An Australian PhD candidate has released research into the alleged grim horrors experienced by Chinese prisoners, with data indicating authorities could be harvesting organs from living people.
China has some of the shortest wait times for organ transplants in the world, even though it has a low number of people registering to donate, according to News Corp.
The new research, published by Australian National University’s Mathew Robertson, investigated whether the Chinese prisoners were actually braindead before they were stripped of their internal organs.
“Our concern is whether the transplant surgeons establish first that the prisoners are dead before procuring their hearts and lungs,” he wrote in the American Journal of Transplantation.
Robertson made his grim discovery by analysing data from Chinese transplant publications.
The PhD candidate discovered 71 reports that revealed how ‘brain death could not have properly been declared’.
“In these cases, the removal of the heart during organ procurement must have been the proximate cause of the donor’s death,” Robinson reported.
“Because these organ donors could have only been prisoners, our findings strongly suggest that physicians in the People‘s Republic of China have participated in executions by organ removal.”
Organ harvesting from executed prisoners has been legal in China since 1984, however that's only allowed if the inmates have given consent before they die or if the body goes unclaimed by friends of family.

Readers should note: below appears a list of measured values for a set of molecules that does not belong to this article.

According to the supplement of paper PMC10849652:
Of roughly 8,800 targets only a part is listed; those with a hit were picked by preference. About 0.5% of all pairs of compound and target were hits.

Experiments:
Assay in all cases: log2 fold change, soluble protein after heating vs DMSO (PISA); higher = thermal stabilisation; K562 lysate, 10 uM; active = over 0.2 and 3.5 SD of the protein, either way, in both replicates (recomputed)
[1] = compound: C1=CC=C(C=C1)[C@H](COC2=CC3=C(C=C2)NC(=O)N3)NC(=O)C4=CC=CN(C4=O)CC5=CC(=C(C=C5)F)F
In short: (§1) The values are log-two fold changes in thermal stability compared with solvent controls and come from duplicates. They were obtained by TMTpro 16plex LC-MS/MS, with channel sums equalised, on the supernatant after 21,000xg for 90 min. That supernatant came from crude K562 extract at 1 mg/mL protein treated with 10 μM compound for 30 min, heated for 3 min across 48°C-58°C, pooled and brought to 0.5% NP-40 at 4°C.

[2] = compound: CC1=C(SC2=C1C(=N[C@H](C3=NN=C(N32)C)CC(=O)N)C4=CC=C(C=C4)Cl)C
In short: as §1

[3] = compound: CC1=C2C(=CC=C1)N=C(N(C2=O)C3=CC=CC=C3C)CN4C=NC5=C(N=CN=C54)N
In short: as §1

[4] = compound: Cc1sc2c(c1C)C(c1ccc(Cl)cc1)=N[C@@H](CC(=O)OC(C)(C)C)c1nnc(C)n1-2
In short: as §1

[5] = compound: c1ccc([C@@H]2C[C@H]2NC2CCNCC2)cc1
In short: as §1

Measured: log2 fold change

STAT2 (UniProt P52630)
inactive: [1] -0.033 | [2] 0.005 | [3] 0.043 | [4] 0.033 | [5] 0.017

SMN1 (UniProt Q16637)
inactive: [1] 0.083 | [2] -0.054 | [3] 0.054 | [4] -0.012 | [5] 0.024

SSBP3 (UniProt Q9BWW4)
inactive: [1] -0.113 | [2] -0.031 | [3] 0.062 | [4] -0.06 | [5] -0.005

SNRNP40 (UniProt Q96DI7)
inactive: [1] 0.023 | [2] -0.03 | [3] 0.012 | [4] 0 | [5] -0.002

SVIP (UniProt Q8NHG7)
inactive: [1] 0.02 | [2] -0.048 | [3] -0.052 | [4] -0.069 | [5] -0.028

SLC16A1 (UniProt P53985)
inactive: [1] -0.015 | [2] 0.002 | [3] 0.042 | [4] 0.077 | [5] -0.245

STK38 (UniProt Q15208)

"While we don't know exactly how these prisoners end up on the operating table, we can speculate there are multiple troubling scenarios as to how this happens," Robertson said.
"These include a bullet to the prisoner's head before being immediately rushed to hospital, or a drug injection that paralyses the prisoner."
Human rights activists have repeatedly questioned the validity of a person giving prior consent before their execution.
A paper published in The Lancet stated: "It is clear from the numbers provided by China that not all of the organs for Chinese citizens and transplant tourists are provided by voluntary consenting donors."
David Matas, human rights lawyer and co-author of major reports on forced organ harvesting in China, and Matthew Robertson, researcher on organ harvesting in China, gave evidence to the China Tribunal, chaired by Sir Geoffrey Nice QC, today. https://t.co/p5ymbvTfQ9 pic.twitter.com/Bh6OxOPDy1— Benedict Rogers 羅傑斯 (@benedictrogers) December 8, 2018
An international tribunal in 2019 found that China had been forcefully taking the organs from prisoners. China denied this was the case.
Human rights researchers have previously investigated the China's harvesting practices of taking organs from marginalised political groups, specifically from the Falun Gong or Urghyr Muslim communities.
Robertson has expressed fears that a large number of prisoners could be losing their lives by execution during the organ retrieval process.
“We think that our failure to identify more brain dead death declarations violations relates to the difficulty of detecting them in the first instance, not to the absence of actual brain dead death declarations violations in either the literature or practice,” he said.
Featured Image Credit: Craig Stennett / Alamy Stock Photo. CTK / Alamy Stock Photo
- China Brings Back Anal Covid-19 Swabs Ahead Of Beijing Winter Olympics
- Social Media Users Baffled After Viral Videos Claim China Launched An Artificial Sun Into The Sky
- Psychiatrist Believes Smacking Your Child Is 'Okay' In Certain Circumstances
- Thief Tries To Snatch Phone From Judo Expert In Street And Immediately Regrets It